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Seniors need support as ‘cashless society’ looms

Banknotes remain legal tender, but more and more businesses are demanding payment by card or mobile app.

  • News
  • Read Time: 6 mins

National Seniors is urging Australians to make it known that they want banknotes and coins to remain in circulation.

The apparently inexorable march towards a “cashless society” has long been a concern for many Australians, especially seniors.

The issue hit the headlines again this month, with a prominent politician making a stand against being forced to pay electronically, with a credit or debit card or mobile phone app.

It started when Queensland Federal Member, Bob Katter, went to purchase a meal at a cafe inside Parliament House in Canberra.

When he tried to pay for his meal with a $50 note, he was told that the establishment only accepted cards.

Mr Katter pointed out that cash was legal tender and he was supported in this assertion by the Speaker of the House, Milton Dick.

The reality, however, is that many Australians are preferring to use cards for everyday transactions, and many businesses are refusing payment in cash.

This trend accelerated during the pandemic when more of us started shopping online and some people were reluctant to handle cash for fear of transmitting COVID-19.

At the same time, our opportunities for obtaining cash have been dwindling, with banks closing many of their branches (more than 400 in the year from June 2022-June 2023) and removing automatic teller machines (700 in the same period).

Supermarkets are also limiting the amount of cash they allow shoppers to withdraw at the checkout, and banks are phasing out personal cheque accounts, which will be gone by 2030.


National Seniors Australia chief executive officer Chris Grice said, “Seniors have been experiencing this issue for a number of years now.

“There are many seniors and others who would be greatly inconvenienced and experience hardship if cash was difficult to access or use.”

In media interviews on the issue, Mr Grice said seniors had good reasons to be wary of card-only payments.

Some people can not afford mobile phones, and others are not tech-savvy or are concerned about scams associated with electronic transactions.

He said card payments often attracted additional fees, so purchases are more expensive than with cash.

Another concern is power and internet outages which could render cashless systems inoperable.

Mr Grice said banks were phasing out personal cheque accounts, with the system due to shut down by 2030, yet many government payments are still being made by cheque.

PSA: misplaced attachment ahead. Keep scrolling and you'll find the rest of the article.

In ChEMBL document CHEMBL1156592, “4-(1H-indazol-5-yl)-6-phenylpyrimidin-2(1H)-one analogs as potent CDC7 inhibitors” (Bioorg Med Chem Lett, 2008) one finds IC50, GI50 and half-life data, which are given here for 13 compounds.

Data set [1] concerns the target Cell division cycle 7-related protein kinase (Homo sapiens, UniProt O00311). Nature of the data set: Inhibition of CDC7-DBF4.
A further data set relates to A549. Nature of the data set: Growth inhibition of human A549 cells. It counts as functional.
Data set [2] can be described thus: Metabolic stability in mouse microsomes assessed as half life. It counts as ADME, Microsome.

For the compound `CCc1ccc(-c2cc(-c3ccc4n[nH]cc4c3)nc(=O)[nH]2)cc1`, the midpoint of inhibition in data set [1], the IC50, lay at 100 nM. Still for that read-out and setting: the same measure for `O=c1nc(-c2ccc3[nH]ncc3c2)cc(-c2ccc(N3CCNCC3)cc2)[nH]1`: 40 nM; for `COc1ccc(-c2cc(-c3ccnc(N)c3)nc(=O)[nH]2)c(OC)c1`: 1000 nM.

“There is a disconnect in the system,” he said.

The future

The Australian Competition and Consumer Commission (ACCC) notes on its website that businesses are legally able “to specify the terms and conditions that they will supply goods and services”.

It says, “This includes whether they will accept cash payment. However, consumers must be made aware of these terms and conditions before they make a purchase.”

Royal Melbourne Insititute of Technology (RMIT) associate professor in finance, Dr Angel Zhong, told Nine News that the transition to a cashless society was already underway and could be complete by the end of the decade.

However, she said this didn’t mean that cash would cease to exist.

“It doesn't mean that there’s no banknotes at all. No one should be panicking that your banknotes will no longer carry value,” she said.

“There is always a place for cash, but the majority will be making payments with digital wallets.”

Mr Grice said the best way for Australians to support seniors during this transition was to “pay it forward” by using cash where possible.

This would keep cash flowing through the system, sending a message to government, banks, and business that it is still being used.

The aim is to help ensure online and digital transactions are offered in addition to cash payment, not instead of it.

Mr Grice said businesses should improve their customer service and support for people who are struggling to adjust, and support initiatives such as the Be Connected Program, which aims to increase the confidence, skills and online safety of older Australians in using digital technology. 

Related reading:, Nine News

Listen: Chris Grice on Radio 4BC


Brett Debritz

Brett Debritz

Communications Specialist, National Seniors Australia

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